LAURINBURG – Drawn by what she calls “a divine connection’’ that began as a poor child’s quest for a winter coat, a U.S. State Department officer is returning to her hometown this weekend to celebrate the life of a small, well-dressed woman who “doesn’t want attention.”
But the object of Shirley Dudley Miles unabashed affection, Mary Belle Asher Hafer, is certain to get attention. Admirers are coming from as far away as Florida and Washington, D.C., to celebrate Hafer’s 105th birthday.
“God has allowed her to live so long because she’s been such a Good Samaritan to so many people she didn’t even know,’’ said Miles, a former U.S. Air Force officer. “When somebody helps you, you always go back to help them.’’
While giving due credit to her spiritually devout and hard-working parents, Miles said Hafer and her late husband, Alvin Brandt Hafer, head forester for the McNair Seed Co., provided the pivotal influence that made her life a success.
“She opened the door for me to think about the world in a way I never would have,’’ Miles recalled. “As poor as I was, she taught me how to learn, how to set goals for myself and go after them. She helped me realize that the important thing in life is to contribute to society.’’
But Hafer downplays the praise, insisting she’s “just lived an average life.”
“I had the normal childhood diseases, but mainly I’ve always had good health. I’ve tried to keep good habits, I think. I attended church regularly, and I tried to be happy,” she said in her stylishly furnished room at Scotia Village.
The 104-year-old will celebrate yet another milestone birthday on Sept. 1.
Married after Alvin Hafer’s 1928 graduation from NC State University, the couple spent much of the next two decades moving from one small town to another as he sought forestry work, winding up with the Tennessee Valley Authority for many years before accepting the job in Laurinburg in around 1950.
Hafer and Miles – then Shirley Dudley – met in the early 1960s, when Miles was a little girl living with her parents and nine siblings in a two-room house in East Laurinburg that had no electricity or running water.
Decades later, Miles said she would be in state department delegation meetings with African heads of state — the presidents of Ghana, Nigeria, Senegal and Morroco — and the Hafers would come to mind.
“I just marveled at how far my life had come from East Laurinburg, and what a gigantic role she played in making it all possible,’’ said Miles. “I would not be where I am now if it were not for Mary Hafer.’’
As a small child, Miles had come to the attention of a Scotland County truancy officer. The family’s house had burned and they had moved to East Laurinburg, the only place her father could find. Shirley and her sister took turns going to school in cold weather because they had to share a single tattered winter coat.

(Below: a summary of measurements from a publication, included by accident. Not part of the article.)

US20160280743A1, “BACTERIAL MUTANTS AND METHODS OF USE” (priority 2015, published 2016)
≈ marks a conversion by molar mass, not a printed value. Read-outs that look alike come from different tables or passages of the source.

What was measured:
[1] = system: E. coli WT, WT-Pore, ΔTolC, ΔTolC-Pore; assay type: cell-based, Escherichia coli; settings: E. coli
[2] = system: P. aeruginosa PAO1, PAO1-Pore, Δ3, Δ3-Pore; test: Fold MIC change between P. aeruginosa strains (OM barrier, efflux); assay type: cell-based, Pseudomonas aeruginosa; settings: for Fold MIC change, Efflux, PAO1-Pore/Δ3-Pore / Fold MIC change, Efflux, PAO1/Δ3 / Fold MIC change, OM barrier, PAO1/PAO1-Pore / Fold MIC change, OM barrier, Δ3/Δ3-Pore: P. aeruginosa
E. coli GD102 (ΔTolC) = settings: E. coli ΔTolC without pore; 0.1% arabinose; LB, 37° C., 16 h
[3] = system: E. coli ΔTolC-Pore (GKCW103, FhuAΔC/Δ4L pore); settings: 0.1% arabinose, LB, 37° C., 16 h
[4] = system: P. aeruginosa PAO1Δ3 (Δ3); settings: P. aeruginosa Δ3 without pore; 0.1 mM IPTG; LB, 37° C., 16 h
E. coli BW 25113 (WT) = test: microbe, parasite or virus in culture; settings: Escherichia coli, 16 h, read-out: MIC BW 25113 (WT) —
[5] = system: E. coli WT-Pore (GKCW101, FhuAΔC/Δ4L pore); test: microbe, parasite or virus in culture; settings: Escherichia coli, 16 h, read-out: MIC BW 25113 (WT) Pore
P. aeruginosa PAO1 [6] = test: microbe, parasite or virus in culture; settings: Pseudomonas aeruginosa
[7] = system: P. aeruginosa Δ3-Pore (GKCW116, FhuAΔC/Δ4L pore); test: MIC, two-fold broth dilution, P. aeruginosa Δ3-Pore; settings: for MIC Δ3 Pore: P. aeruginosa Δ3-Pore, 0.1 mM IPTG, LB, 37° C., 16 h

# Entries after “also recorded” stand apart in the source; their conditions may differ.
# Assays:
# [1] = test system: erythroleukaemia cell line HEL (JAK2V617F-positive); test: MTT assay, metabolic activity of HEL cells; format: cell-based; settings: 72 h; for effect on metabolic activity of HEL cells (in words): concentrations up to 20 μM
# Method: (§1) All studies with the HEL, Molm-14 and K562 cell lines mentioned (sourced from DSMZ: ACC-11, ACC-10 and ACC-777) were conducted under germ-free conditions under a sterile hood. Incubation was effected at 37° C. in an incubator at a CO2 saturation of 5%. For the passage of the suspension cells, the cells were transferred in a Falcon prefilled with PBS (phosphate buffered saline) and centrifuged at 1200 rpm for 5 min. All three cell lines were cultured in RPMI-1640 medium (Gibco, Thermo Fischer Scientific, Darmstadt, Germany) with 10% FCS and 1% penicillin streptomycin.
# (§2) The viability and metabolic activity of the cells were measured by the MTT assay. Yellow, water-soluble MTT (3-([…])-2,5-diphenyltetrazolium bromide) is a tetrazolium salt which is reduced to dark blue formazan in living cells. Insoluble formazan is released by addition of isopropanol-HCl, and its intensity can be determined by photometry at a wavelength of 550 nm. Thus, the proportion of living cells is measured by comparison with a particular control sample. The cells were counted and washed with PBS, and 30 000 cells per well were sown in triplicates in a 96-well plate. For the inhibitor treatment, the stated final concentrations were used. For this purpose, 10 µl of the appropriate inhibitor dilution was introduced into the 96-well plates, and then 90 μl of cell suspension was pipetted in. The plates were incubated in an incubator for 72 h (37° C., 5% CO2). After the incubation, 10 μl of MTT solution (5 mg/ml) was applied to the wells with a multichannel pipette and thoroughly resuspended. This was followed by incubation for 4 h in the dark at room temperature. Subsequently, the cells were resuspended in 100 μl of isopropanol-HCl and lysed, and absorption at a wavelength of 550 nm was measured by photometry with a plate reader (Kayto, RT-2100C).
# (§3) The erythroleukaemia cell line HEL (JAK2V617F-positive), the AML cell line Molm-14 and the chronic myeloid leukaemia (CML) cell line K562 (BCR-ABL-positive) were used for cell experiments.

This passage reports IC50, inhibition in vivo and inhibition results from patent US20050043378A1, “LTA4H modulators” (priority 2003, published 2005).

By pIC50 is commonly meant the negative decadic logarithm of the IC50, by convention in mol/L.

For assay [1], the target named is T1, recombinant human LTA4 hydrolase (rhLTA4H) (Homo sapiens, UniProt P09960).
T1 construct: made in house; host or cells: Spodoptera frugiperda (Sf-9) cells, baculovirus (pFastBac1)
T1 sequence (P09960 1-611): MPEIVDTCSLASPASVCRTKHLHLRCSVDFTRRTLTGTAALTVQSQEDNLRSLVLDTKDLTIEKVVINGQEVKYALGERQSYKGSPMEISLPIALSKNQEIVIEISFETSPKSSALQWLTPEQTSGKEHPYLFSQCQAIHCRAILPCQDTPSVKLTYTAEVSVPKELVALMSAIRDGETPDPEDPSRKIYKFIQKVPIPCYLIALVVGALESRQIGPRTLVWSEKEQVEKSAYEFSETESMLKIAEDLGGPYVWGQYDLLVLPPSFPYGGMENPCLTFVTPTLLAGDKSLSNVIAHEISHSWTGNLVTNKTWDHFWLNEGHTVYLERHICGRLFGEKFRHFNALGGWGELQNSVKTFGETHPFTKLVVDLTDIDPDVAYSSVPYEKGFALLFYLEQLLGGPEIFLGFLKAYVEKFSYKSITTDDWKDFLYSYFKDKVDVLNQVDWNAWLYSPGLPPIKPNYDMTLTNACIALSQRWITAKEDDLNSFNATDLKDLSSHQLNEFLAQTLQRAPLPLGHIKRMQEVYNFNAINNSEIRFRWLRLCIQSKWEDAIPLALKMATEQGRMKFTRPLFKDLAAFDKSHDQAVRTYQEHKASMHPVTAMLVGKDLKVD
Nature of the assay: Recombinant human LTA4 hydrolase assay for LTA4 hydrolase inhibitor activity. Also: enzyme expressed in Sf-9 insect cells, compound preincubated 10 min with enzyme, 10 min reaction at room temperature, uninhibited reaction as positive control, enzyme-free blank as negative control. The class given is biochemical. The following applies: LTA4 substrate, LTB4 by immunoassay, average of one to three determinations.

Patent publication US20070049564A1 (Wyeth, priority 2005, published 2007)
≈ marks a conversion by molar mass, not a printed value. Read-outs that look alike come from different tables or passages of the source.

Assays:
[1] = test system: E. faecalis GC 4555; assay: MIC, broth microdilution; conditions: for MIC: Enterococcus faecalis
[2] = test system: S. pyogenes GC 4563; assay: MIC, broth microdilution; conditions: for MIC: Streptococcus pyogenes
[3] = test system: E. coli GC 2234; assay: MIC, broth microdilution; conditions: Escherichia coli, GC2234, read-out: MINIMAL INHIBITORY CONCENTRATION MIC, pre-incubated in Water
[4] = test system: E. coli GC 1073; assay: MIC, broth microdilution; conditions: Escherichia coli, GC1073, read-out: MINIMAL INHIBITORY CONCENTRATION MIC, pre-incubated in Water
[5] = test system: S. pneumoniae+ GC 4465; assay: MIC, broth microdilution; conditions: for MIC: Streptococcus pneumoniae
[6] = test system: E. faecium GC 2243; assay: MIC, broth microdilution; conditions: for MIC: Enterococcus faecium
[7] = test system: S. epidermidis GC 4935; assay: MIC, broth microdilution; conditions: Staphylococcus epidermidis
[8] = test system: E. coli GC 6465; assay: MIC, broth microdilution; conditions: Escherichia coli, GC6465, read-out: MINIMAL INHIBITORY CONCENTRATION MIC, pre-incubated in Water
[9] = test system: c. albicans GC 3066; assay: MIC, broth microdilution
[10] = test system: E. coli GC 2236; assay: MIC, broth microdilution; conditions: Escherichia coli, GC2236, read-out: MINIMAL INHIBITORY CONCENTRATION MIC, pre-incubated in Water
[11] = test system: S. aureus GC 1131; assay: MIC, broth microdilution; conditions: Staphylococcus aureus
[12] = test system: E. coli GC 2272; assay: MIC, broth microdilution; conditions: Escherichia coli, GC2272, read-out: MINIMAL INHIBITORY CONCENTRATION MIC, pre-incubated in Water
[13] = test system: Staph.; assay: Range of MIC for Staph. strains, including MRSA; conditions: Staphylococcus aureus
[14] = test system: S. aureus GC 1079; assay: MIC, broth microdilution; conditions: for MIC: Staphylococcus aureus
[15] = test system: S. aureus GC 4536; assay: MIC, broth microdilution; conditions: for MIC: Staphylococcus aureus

The truant officer arranged for Shirley and two of her brothers to miss school to visit Laurinburg Presbyterian Church, where a program collected and distributed clothing for the needy. The three children walked from East Laurinburg to the church one windy winter afternoon.
“The ground was frozen hard,’’ Miles remembered, her voice rising slightly for emphasis. She could no longer feel her feet when they got to the church, where Hafer was a volunteer.
“I got there and I saw all these other poor kids getting clothes,’’ she said. “I was very shy and I said out loud, to no one in particular, in this meek child’s voice, that I needed a winter coat. No one heard me. Meanwhile, my two brothers all got the clothes they needed.
“Mrs. Hafer came over and smiled at me and said she’d check, but then came and said there was nothing that fit me. I didn’t care if it fit or not, I just wanted a warm coat. So she said she’d give me and my brothers a ride home.’’
Hafer was touched by what she saw. The Dudley family’s two-room cinderblock house had a swamp instead of a back yard. Inside one room was a wood stove, but both parents were too sick to gather wood and had been burning tar paper.
“Everything and everybody were sooty,’’ Miles said. “Mrs. Hafer said she’d come back and take me to get a winter coat. And she did. She took me downtown to McNair’s Department Store.’’
Hafer bought the young Shirley a blue hooded parka with a plaid flannel lining that Miles can still describe in great detail, a garment known in the early 1960s as a car coat. Far from finished, Hafer bought the 8-year-old a pair of leather shoes, gloves, knee socks, underclothes, some toiletry items and two plaid skirts.
“I didn’t miss any school after that,’’ Miles recalled, pride in her voice.
Days later, when Shirley’s entire family was down sick, Mrs. Hafer showed up with a meal of baked chicken and dressing, vegetables and the fixins’.
It was to be the first of many.
But before that, Hafer had learned something that disturbed her more than the thought of a shivering little girl missing school. None of the Dudley children had school books to bring home to read.